BRIEF DESCRIPTION OF THE DRAWINGS

FIG. 1 shows a prior-art implementation of a high-voltage MEMS system.

FIG. 2 shows a prior-art implementation of a voltage boosting stage that does not require high-voltage transistors.

FIG. 3 shows a prior-art low-voltage technology in which an NMOS device lacks isolation to the substrate.

FIG. 4 shows a prior-art low-voltage technology in which a DNW layer provides isolation for the NMOS device.

FIG. 5 shows a prior-art high-voltage technology in which an NBL layer provides isolation for the NMOS device.

FIG. 6 shows a cross-section of an embodiment of the present invention using a high-voltage isolation compatible with a low-voltage technology.

FIG. 7 shows a plan view of an embodiment of the present invention using a high-voltage isolation compatible with a low-voltage technology.

FIG. 8 shows a cross-section of another embodiment of the present invention using a high-voltage isolation compatible with a low-voltage technology.

FIG. 9 shows a plan view of another embodiment of the present invention using a high-voltage isolation compatible with a low-voltage technology.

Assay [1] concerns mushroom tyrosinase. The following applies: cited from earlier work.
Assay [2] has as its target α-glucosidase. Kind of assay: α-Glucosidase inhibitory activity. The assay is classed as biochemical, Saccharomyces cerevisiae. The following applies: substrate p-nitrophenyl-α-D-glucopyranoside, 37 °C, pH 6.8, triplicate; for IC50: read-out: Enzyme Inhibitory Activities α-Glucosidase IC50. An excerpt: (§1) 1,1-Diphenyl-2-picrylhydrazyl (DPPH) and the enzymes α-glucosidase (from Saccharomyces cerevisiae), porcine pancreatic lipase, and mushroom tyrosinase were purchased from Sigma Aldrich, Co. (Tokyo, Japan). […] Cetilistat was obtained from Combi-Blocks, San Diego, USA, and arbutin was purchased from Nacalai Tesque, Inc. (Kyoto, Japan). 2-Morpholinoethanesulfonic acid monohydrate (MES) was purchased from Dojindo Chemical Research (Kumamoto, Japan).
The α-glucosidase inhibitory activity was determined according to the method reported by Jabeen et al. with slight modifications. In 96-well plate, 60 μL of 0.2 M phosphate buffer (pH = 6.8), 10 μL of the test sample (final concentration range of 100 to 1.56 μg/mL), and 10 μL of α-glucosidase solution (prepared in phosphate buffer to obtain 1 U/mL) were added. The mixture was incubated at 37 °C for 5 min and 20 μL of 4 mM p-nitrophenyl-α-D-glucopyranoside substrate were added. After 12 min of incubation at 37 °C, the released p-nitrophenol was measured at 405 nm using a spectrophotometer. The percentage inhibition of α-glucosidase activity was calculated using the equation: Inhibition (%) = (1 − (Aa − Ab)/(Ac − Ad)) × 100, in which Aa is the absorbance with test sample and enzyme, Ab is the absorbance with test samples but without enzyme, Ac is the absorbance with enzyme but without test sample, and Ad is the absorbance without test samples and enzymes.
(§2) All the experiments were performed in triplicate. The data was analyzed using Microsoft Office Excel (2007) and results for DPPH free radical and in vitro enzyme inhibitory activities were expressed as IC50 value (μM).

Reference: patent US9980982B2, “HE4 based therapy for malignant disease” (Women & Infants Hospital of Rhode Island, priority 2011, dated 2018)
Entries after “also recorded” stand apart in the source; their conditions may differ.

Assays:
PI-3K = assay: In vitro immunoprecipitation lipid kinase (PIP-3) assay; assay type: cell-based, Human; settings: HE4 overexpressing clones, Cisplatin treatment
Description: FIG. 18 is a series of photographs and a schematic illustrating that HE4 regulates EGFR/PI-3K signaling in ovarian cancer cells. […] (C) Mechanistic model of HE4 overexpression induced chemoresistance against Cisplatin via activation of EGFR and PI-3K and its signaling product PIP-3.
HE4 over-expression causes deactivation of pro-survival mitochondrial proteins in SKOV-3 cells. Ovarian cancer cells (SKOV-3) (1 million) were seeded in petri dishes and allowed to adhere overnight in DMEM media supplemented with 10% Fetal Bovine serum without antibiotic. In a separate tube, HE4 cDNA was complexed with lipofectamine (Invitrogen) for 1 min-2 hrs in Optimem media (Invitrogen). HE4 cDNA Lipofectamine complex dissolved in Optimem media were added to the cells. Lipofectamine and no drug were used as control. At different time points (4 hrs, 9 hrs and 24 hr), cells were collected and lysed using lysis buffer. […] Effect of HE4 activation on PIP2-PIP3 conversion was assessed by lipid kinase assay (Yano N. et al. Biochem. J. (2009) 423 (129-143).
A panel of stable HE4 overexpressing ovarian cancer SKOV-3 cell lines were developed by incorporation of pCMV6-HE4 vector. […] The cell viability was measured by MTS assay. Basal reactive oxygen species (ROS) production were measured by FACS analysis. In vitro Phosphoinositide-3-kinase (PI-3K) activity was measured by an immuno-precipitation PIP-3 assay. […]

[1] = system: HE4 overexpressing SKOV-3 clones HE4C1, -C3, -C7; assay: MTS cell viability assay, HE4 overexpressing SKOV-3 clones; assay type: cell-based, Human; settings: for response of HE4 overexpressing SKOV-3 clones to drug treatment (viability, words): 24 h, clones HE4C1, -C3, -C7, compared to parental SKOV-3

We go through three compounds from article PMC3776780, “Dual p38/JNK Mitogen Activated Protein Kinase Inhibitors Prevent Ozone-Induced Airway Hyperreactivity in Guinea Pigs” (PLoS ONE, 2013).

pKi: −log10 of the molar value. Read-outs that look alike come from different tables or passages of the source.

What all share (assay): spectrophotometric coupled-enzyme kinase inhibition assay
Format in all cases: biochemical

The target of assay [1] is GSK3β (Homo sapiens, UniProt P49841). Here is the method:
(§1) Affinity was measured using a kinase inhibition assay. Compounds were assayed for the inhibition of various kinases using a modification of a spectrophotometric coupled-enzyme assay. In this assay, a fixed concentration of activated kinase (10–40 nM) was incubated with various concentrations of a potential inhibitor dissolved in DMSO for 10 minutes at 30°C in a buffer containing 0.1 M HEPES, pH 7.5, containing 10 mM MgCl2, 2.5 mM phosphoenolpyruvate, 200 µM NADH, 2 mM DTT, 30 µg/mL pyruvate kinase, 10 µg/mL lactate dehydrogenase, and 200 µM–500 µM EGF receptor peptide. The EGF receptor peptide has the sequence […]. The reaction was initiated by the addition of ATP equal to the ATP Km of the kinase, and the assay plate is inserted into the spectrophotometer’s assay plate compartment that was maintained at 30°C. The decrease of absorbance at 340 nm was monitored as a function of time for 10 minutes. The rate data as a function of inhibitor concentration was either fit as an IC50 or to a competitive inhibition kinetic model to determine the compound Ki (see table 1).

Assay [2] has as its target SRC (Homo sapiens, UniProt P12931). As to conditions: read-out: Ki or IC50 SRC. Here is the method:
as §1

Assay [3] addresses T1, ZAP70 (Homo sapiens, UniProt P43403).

FIG. 10 shows an embodiment of the present invention incorporating the use of high-voltage isolation in a low-voltage technology substrate without requiring high-voltage transistors.

DETAILED DESCRIPTION

The present invention relates generally to MEMS devices and specifically to a method and system for utilizing a MEMS device in a high voltage environment. The following description is presented to enable one of ordinary skill in the art to make and use the invention and is provided in the context of a patent application and its requirements. Various modifications to the preferred embodiments and the generic principles and features described herein will be readily apparent to those skilled in the art. Thus, the present invention is not intended to be limited to the embodiments shown, but is to be accorded the widest scope consistent with the principles and features described herein.